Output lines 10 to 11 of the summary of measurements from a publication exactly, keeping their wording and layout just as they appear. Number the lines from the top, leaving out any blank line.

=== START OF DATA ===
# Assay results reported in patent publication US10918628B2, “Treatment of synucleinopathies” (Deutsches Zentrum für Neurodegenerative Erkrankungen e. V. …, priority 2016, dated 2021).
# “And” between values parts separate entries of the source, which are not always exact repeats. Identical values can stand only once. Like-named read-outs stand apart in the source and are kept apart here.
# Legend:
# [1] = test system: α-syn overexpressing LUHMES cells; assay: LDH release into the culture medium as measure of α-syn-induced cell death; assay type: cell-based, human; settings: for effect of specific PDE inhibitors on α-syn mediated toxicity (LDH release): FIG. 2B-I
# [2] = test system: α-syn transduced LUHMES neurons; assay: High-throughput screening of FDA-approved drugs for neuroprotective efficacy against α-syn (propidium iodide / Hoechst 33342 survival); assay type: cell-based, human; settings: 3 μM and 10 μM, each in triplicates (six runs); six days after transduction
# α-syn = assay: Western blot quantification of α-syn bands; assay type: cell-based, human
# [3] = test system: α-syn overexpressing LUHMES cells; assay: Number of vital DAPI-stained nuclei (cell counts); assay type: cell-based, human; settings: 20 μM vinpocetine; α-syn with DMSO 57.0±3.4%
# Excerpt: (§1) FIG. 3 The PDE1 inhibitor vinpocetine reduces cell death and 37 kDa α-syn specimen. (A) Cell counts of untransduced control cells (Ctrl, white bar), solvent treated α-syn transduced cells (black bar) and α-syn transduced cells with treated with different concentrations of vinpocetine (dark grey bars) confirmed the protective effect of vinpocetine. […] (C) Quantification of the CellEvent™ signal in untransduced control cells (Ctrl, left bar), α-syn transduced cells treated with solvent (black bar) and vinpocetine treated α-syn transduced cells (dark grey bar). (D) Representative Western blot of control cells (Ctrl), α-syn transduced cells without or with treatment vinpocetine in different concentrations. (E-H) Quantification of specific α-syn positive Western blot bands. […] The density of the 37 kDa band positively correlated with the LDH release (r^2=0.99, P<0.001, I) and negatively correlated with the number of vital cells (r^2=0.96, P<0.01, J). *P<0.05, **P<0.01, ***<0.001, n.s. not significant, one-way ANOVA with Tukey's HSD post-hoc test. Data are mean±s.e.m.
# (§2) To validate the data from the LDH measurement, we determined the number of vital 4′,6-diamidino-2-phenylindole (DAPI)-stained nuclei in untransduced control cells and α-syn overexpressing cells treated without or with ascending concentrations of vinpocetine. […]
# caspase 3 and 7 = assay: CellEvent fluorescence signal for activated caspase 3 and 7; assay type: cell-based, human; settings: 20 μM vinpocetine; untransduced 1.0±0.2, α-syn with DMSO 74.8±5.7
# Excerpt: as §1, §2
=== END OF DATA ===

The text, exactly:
# caspase 3 and 7 = assay: CellEvent fluorescence signal for activated caspase 3 and 7; assay type: cell-based, human; settings: 20 μM vinpocetine; untransduced 1.0±0.2, α-syn with DMSO 74.8±5.7
# Excerpt: as §1, §2